Proptosis (exophthalmos) is an abnormal bulging of one or both eyes.
Proptosis and exophthalmos have similar meaning. Exophthalmos is usually used when referring to the eye bulging that sometimes results from thyroid disease.
Many conditions can cause proptosis. Common causes include the following:
In some types of thyroid disease, especially Graves' disease (see Thyroid Gland Disorders: Causes, the tissues in the orbit may swell, pushing the eyeball forward. This is probably the most common cause of exophthalmos.
Proptosis can develop rapidly from bleeding behind the eye (for example, after a severe injury) or from inflammation in the orbit (see Eye Socket Disorders: Inflammation of the Orbit). Tumors, either cancerous (malignant) or noncancerous (benign), can form in the orbit behind the eyeball and push it forward. An unusual noncancerous accumulation of inflammatory and fibrous tissue (pseudotumor) may cause proptosis with pain and swelling. Cavernous sinus thrombosis causes swelling because blood in the veins cannot exit the eye. Abnormal connections between the arteries and veins (arteriovenous malformations) behind the eye may cause a pulsating proptosis, in which the eye bulges forward and pulses along with the heartbeat.
The protruding eye is less protected by the eyelids, and the cornea may become too dry. As a result, infected corneal ulcers may form. Prolonged proptosis can impair vision because the optic nerve is stretched. The increased pressure within the orbit also may compress the optic nerve, which also can impair vision.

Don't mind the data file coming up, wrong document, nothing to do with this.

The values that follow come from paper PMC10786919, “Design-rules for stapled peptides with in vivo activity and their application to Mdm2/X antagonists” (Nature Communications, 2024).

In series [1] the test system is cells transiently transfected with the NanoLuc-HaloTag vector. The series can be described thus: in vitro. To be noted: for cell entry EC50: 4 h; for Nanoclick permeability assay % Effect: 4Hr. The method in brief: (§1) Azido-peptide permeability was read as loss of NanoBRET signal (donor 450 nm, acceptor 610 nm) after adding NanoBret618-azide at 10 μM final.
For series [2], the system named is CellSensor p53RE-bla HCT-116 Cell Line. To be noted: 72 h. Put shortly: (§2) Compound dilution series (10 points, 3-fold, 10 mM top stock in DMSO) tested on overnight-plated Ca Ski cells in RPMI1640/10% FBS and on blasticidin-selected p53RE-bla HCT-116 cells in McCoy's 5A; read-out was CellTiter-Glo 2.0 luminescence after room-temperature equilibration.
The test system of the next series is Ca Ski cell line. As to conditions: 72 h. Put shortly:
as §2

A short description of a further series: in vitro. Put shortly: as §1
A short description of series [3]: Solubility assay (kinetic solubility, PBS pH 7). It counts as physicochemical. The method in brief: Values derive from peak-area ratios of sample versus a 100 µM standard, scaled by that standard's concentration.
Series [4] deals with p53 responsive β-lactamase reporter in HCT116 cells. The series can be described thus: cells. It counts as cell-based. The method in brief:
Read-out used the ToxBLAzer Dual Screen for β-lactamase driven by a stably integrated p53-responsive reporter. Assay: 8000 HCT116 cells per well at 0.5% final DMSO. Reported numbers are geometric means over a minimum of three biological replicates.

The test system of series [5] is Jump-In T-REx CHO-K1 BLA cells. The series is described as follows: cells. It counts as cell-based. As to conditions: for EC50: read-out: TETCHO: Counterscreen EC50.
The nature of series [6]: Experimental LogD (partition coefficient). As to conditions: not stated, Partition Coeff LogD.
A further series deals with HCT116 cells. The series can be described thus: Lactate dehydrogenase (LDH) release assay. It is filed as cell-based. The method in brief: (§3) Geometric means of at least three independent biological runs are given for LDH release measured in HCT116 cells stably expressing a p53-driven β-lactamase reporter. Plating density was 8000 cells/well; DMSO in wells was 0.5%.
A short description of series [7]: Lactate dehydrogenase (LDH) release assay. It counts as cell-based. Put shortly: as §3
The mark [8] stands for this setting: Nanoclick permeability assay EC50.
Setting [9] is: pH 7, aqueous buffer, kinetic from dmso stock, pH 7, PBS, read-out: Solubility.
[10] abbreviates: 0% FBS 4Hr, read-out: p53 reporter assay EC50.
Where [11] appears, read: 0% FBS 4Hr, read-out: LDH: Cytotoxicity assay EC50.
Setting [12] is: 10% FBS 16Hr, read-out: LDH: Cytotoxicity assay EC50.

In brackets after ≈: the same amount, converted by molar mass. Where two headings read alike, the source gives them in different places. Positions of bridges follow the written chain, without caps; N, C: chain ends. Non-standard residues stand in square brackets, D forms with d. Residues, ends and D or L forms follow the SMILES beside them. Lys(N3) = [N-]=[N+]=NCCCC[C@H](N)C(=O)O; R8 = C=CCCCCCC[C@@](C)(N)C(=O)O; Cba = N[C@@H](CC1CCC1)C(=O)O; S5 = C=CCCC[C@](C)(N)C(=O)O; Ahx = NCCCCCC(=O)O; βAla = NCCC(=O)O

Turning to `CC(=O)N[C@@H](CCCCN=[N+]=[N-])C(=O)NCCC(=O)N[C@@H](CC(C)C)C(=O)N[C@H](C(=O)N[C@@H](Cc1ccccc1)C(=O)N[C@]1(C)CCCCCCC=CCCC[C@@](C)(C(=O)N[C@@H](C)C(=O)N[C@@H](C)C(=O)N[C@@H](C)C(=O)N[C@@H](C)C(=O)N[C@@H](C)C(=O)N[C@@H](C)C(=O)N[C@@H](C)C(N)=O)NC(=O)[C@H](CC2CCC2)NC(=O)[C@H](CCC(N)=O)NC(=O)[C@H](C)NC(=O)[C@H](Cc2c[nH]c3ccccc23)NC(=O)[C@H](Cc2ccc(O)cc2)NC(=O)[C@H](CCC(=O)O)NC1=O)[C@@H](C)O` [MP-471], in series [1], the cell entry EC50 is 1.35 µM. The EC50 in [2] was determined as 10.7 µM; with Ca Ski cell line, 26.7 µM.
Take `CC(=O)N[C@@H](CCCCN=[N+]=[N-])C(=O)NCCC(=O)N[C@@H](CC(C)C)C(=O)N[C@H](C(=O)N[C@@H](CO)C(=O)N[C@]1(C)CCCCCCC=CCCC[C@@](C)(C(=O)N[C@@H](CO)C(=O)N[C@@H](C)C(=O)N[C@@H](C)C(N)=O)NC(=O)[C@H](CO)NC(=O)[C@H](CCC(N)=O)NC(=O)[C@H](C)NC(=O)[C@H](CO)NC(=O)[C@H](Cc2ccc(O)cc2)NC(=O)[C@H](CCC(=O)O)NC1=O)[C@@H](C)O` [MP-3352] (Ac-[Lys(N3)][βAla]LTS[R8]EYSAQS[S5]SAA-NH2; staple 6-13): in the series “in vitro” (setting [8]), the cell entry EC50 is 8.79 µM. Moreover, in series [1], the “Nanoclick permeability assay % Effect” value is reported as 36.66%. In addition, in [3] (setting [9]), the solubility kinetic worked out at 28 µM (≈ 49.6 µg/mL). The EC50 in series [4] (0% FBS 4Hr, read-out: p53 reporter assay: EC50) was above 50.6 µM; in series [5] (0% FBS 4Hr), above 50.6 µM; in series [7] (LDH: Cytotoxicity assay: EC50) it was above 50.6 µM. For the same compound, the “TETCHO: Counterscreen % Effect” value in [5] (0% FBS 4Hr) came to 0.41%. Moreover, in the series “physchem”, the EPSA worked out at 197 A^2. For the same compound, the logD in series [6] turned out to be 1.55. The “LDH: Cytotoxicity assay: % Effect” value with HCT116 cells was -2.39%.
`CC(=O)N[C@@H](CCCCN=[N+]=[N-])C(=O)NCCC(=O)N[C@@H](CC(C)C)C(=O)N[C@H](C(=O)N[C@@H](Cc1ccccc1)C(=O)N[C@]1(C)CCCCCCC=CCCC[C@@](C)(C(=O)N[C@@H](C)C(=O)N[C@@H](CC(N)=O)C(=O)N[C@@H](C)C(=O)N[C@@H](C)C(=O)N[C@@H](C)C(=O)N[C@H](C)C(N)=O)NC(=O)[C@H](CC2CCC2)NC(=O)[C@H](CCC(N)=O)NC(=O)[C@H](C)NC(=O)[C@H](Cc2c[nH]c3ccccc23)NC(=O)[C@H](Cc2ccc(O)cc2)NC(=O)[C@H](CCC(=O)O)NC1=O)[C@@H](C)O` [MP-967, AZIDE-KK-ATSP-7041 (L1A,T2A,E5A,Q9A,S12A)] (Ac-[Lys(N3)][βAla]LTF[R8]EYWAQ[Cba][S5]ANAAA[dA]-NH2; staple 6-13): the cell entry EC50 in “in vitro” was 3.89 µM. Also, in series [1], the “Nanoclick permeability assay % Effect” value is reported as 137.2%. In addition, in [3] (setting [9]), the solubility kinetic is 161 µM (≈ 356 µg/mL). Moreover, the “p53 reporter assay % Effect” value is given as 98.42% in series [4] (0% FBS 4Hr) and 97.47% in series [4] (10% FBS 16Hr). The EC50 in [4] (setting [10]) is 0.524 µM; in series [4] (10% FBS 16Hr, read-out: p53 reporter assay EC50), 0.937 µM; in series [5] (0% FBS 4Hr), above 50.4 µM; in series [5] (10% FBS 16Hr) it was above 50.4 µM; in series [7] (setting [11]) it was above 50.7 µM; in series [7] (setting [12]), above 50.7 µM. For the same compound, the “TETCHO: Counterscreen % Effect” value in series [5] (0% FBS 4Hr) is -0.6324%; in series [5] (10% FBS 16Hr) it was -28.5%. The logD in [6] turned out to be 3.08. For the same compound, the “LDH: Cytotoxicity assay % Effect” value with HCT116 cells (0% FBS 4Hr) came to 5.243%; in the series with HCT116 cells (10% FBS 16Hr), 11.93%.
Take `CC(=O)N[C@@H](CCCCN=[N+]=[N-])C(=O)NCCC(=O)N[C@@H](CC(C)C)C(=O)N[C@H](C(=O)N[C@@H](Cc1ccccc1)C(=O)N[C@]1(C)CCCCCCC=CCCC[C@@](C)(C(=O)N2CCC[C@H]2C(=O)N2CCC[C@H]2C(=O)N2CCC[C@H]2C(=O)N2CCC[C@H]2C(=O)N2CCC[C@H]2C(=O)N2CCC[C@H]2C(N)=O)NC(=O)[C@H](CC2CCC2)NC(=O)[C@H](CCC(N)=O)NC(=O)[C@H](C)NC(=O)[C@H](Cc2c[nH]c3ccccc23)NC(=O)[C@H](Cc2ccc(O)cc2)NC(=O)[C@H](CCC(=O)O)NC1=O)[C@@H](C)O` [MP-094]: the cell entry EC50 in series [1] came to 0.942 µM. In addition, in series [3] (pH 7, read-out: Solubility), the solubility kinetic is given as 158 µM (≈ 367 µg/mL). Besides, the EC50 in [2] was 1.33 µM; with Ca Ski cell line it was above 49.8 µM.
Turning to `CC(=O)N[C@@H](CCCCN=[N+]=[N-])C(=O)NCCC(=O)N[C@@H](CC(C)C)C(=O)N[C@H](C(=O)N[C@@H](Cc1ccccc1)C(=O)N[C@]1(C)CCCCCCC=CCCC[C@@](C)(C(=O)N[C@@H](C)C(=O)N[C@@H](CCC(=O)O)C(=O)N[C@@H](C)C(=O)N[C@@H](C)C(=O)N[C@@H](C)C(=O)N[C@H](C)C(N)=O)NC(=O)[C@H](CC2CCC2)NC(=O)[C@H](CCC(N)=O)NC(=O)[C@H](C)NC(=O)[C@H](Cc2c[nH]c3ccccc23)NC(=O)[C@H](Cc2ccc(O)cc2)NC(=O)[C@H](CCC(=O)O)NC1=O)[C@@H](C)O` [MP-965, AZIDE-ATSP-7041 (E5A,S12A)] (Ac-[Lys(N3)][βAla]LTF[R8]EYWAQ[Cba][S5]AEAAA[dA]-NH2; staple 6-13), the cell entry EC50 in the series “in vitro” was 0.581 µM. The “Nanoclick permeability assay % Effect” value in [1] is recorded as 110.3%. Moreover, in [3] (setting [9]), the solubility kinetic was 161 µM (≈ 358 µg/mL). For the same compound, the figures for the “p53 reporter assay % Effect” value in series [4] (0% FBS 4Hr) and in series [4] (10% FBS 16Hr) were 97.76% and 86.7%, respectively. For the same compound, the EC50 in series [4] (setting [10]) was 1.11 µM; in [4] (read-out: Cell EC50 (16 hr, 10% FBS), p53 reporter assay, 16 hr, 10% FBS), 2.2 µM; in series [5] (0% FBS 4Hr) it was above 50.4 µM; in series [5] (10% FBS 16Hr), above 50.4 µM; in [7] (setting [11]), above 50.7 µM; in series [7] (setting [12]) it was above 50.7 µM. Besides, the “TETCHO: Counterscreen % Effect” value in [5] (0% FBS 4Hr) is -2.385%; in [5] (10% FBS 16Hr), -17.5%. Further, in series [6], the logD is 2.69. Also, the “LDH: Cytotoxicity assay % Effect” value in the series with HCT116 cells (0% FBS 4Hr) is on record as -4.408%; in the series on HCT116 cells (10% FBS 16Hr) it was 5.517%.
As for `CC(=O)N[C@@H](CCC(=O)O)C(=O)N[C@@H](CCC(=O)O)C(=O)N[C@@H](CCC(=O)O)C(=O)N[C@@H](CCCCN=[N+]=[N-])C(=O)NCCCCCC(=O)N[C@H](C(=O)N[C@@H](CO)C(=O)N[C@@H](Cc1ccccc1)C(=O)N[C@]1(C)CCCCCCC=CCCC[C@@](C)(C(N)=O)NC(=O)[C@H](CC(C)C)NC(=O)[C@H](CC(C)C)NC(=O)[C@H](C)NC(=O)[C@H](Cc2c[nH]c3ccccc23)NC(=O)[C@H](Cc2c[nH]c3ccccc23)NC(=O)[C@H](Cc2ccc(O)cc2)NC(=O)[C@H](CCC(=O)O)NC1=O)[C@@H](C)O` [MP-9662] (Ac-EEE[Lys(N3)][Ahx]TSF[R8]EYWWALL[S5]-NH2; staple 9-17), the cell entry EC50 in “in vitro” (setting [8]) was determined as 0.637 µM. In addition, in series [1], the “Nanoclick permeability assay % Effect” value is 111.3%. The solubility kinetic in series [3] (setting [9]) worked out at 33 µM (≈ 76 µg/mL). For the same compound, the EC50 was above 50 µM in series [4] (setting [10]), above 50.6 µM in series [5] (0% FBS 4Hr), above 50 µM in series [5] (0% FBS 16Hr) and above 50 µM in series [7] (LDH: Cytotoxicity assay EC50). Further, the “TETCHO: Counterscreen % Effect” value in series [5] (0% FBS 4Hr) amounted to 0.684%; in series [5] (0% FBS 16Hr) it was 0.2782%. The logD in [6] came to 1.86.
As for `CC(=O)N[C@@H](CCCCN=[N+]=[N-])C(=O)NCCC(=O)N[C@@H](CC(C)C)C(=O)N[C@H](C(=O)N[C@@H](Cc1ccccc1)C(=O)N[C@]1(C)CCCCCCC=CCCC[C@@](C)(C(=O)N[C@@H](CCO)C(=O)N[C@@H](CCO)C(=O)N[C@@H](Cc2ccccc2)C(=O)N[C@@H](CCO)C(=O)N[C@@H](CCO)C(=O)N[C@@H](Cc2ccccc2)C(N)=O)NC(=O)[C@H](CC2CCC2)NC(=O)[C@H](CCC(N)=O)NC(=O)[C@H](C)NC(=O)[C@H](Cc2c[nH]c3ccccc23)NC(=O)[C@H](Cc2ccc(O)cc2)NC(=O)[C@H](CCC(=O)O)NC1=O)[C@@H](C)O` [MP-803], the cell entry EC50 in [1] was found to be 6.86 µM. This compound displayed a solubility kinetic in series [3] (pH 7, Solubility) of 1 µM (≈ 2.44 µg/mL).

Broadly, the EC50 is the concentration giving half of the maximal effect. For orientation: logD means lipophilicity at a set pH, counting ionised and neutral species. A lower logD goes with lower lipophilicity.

Not all people with protruding eyes have proptosis. Some people simply have prominent eyes with more white showing than normal. The extent of the protrusion can be measured with an ordinary ruler or with an instrument called an exophthalmometer. Further diagnostic tests may include computed tomography (CT), magnetic resonance imaging (MRI), or thyroid function tests.
The treatment depends on the cause. If the problem is an abnormal connection between arteries and veins, a vascular procedure may be needed to close off certain blood vessels. Thyroid disease that is severe enough to cause exophthalmos may need to be treated. However, treating the thyroid condition usually does not relieve bulging of the eyes. Treatment of bleeding or inflammation involves treating the underlying disorder (see Eye Socket Disorders: Inflammation of the Orbit). Tumors (depending on type) are treated with chemotherapy, radiation therapy, or surgery. Corticosteroids may help the inflammation caused by a pseudotumor.
Treatment that relieves the symptoms of proptosis itself includes eyeshades and eye drops if symptoms are mild or corticosteroids, radiation therapy, or surgery if the condition is more severe.
Last full review/revision September 2008 by James Garrity, MD